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Indigenize OU plans action to raise awareness about missing and murdered indigenous Women

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NORMAN, Okla. -- Indigenize OU will hold a rally Thursday, November 12 at University of Oklahoma Norman campus to raise awareness about the crisis of Murdered and Missing Indigenous Women in North America.

The rally is being held in solidarity with the actions of First Nations groups across the US and Canada calling attention to the human rights crisis.  According to Amnesty International and Canadian First Nations groups, indigenous women are murdered and abducted at such a high rate, it represents an urgent human rights crisis in North America.

In March 2015, the United Nations Commission on Human Rights issued a report calling the Canadian government’s lack of action on the murder and disappearance of aboriginal women a “grave violation.” 

The report states that the Canadian government According to representatives of the UN’s Committee to End Discrimination Against Women, “The violence inflicted on Aboriginal women is often rooted in the deep socio-economic inequalities and discrimination their communities face and which can be traced back to the period of colonisation.”

According to figures from the US Department of Justice, about half Native American women in the United States have been victims of domestic violence or have been raped. Native women are murdered at a rate 10 times higher than the national average.  In Canada, 60 percent of the 3000 missing women cases involved Native Women.

Indigenize OU along with the Native Sorority Gamma Delta Pi, will bring attention to crisis of Murdered and Missing Indigenous Women by recreating Winnipeg Artist Jaime Black’s REDress Project on the South Oval of the OU Norman campus. The project displays red dresses in public spaces, hanging and empty and unworn, to symbolize the thousands of cases of disappearances and murders over the years.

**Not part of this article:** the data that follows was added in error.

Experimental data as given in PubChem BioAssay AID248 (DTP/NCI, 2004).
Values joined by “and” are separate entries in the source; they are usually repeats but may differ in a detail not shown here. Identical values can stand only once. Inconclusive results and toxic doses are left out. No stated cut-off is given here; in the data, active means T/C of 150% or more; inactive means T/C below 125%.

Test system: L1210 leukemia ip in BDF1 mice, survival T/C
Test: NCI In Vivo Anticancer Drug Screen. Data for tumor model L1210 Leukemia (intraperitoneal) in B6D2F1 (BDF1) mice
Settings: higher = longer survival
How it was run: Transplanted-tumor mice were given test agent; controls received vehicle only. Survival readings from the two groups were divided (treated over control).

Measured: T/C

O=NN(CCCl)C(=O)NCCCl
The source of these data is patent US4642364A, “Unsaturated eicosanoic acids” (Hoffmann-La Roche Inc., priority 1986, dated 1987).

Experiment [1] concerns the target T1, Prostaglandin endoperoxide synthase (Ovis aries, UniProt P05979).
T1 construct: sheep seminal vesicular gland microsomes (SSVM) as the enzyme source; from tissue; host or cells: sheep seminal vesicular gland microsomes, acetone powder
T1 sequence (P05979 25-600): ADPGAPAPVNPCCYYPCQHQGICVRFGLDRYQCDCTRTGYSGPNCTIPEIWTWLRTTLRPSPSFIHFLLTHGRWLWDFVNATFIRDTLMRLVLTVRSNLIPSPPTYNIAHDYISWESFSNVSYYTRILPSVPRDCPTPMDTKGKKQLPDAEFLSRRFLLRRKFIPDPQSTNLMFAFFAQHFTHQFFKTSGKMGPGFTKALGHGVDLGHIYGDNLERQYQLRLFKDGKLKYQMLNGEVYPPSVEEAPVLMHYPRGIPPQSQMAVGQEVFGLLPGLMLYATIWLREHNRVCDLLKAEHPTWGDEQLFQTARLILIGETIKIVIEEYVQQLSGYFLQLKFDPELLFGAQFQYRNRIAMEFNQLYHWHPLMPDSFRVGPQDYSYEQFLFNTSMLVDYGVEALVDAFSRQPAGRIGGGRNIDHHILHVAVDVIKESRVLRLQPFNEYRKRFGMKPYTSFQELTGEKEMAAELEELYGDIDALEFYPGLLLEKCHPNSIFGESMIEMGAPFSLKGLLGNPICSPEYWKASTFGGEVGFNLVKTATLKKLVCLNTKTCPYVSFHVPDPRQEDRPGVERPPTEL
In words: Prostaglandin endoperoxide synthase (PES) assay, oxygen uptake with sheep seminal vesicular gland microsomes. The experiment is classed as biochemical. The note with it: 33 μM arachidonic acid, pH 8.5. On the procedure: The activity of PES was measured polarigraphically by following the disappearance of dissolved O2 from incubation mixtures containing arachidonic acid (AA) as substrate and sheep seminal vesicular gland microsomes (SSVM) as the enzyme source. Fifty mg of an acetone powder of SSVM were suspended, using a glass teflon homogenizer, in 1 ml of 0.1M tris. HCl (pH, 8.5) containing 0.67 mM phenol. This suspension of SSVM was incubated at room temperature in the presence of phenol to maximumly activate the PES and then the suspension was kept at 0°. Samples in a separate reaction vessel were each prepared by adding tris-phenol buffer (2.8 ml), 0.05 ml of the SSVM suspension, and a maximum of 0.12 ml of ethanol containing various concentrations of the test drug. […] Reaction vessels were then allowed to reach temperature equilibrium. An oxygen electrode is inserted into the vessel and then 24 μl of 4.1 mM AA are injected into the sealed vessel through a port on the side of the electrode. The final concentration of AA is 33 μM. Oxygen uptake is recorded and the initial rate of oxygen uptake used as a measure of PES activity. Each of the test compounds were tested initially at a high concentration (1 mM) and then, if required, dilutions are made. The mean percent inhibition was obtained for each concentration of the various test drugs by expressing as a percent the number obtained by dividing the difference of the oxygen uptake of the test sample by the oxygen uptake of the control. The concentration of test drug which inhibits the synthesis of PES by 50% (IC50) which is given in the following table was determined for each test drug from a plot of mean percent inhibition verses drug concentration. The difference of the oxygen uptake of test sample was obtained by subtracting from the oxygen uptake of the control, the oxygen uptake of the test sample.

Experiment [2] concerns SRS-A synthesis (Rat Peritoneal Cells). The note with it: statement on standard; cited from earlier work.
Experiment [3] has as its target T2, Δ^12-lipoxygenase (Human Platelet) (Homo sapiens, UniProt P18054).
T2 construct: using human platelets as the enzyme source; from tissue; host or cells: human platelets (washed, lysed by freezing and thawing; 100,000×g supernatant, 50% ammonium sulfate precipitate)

Many cases remain unresolved.  Similar actions will be taking place at other North American universities throughout the month of November.

For Indigenize OU organizer, Ashley Nicole McCray, raising awareness about violence against indigenous women is both personal and political. The crisis has touched members of her family and fellow tribe members.  McCray’s relative, Rose Downwind went missing in late October. 

Downwind, a granddaughter of the American Indian Movement co-founder Dennis Banks, went missing in her home town of Bemidji, Minnesota.  Authorities say foul play is suspected in her disappearance and have named two persons of interest in the case.  One has been arrested. 

McCray noted that Downwind is just one of many MMIW from around the Turtle Island area of Minnesota.

The REDdress action at OU’s South Oval will begin at 9:00 am on Thursday November, 12.

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Casey Holcomb

Casey Holcomb is a writer, independent journalist, and policy advocate based in Norman, Oklahoma...

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Red Dirt Report was launched July 4, 2007 as an independent news website covering all manner of news, culture, entertainment and lifestyle stories that affect and interest Oklahoma readers and readers outside of our state. Our mission is to educate, promote civic engagement and discourse on public policy, government and politics. Our experienced journalists provided balanced in-depth coverage of news stories that affect Oklahomans. Our opinion/editorial stories come from a wide range of political view points. We carry out our mission by reporting, writing, and posting news and information. read more

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